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Not Expecting Much From Deficit Super Committee

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The Congressional super committee charged with cutting the nation's deficit may fall short of the goal by their deadline.
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The Congressional super committee charged with cutting the nation's deficit may fall short of the goal by their deadline.

Federal Reserve chairman Ben Bernanke has warned Congress that the economic recovery is close to faltering. He says there is a lot riding on the work of the 12-member "super committee" tasked with cutting the nation's debt to keep the economy from getting even worse. Matthew Cooper, editor of National Journal Daily, talks with WAMU Morning Edition host Matt McCleskey to talk about the super committee and its workings.

WAMU: What do we know about the progress of the super committee after their closed-door meetings?

Matthew Cooper: Not tons, Matt. They had a meeting this morning, and one last night. They know as well as we do where the money is -- which programs you need to cut if you're going to get to the over $1 trillion they've been charged with cutting. The problem is getting to an agreement about it.

WAMU: How likely do you think it is that they'll be able to come to some sort of understanding?

MC: My best guess is that they can get part of the way there. They've been tasked with getting to $1.2 trillion. They can get part of the way there --  and then these dreaded jaws-of-life automatic cuts that kick in.

WAMU: We have the automatic cuts that will kick in, but what will be the political consequences if they can't come together?

MC: They may be fairly minimal. The committee is supposed to come up with these cuts, but they don't take effect until 2013, which means that after the election, there's still time for a lame duck session of Congress to come up with its own set of cuts.

In other words, there's a certain theatrical aspect to this. Everybody would like to get something done, but if they don't, there's always another way to do it.

WAMU: Virginia Democratic Senator Mark Warner is not on the super committee, but he's been working to influence in its workings, urging it to go big on cuts. Is he likely to have any real influence on what's going on behind those closed doors?

MC: I don't think so. He's well-liked on both sides of the aisle, but people have been trying all year to come up with some sort of grand bargain. House speaker John Boehner couldn't do it, President Obama couldn't do it. I don't think Mark Warner can do it. It's been interesting to watch the local members on the scene. Rep. Chris Van Hollen (D-Md.) is trying to figure out how much of the deficit is really about the slow economy and how much is engrained in how we're governing.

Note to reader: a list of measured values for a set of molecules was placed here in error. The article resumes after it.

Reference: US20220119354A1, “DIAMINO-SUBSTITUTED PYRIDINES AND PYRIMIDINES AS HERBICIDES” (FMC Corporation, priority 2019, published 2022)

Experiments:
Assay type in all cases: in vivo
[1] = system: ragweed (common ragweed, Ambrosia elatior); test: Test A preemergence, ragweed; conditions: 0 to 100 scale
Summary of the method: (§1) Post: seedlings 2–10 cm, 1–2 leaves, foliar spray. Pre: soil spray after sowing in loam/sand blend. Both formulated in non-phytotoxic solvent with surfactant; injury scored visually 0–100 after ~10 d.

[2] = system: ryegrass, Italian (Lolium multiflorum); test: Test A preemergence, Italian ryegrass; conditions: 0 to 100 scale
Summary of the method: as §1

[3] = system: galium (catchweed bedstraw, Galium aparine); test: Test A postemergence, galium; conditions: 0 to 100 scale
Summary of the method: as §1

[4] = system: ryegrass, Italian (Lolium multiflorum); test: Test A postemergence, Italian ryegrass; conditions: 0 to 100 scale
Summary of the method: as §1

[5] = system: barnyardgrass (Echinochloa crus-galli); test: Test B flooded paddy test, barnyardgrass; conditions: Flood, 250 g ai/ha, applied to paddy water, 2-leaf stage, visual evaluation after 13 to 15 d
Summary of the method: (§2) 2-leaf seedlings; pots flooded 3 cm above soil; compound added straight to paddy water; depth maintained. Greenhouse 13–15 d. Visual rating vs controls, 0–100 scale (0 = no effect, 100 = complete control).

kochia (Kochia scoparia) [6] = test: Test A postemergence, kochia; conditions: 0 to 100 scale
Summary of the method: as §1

WAMU: How are they looking in terms of the response of the voters in Virginia and Maryland to the work that they're doing on the super committee?

MC: I don't think it can hurt a member of Congress to look like they're taking this issue seriously and giving it attention, especially if they're talking about cuts in a somewhat abstract way and rather than specific programs. But at the end of the day, I don't think it's really going to drive voters.

WAMU: Other big news this week: New Jersey governor Chris Christie announced he would not run for President. What does that mean for Christie and where does it leave the Republican field?

MC: I think it's probably a good thing for Christie. You're never so liked as the day before you get in, and then the day after, it's not so fun. I think it was probably wise for him to do that. It probably would have been hard, despite all the enthusiasm, for him to get in at this late date. I'm sure he'll get mentioned next summer as a possible vice presidential candidate. And I think that it means, unless something shocking happens, that the field is set.

WAMU: When they mentioned being a vice presidential candidate, Christie said his personality didn't lend itself particularly well to being a number two.

MC: We've heard that before from other people who wound up in that spot.

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